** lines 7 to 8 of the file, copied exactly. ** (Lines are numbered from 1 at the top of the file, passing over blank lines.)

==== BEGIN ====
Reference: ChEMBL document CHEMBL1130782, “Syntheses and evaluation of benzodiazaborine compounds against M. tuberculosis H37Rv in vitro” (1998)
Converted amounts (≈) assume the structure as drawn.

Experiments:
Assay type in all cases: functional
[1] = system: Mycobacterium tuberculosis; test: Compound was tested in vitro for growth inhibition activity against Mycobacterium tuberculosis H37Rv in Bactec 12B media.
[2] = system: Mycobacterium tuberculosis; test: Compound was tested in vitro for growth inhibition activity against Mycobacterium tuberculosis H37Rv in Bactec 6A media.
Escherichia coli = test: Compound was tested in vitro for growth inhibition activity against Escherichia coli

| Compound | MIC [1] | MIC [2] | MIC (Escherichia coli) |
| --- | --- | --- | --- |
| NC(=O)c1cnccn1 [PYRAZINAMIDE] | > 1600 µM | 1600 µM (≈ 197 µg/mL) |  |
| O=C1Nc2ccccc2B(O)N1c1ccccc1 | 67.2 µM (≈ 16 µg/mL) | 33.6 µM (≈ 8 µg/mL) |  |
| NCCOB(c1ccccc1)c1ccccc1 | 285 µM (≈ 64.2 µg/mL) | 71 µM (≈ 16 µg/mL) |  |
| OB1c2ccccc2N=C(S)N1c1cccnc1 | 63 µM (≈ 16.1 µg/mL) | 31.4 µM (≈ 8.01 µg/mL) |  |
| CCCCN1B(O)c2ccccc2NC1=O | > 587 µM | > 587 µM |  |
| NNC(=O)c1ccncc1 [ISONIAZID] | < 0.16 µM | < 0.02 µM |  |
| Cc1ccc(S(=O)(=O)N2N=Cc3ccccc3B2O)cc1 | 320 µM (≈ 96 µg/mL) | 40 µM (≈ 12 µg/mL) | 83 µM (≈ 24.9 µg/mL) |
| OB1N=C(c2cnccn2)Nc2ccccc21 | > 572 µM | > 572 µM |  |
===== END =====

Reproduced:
Escherichia coli = test: Compound was tested in vitro for growth inhibition activity against Escherichia coli

| Compound | MIC [1] | MIC [2] | MIC (Escherichia coli) |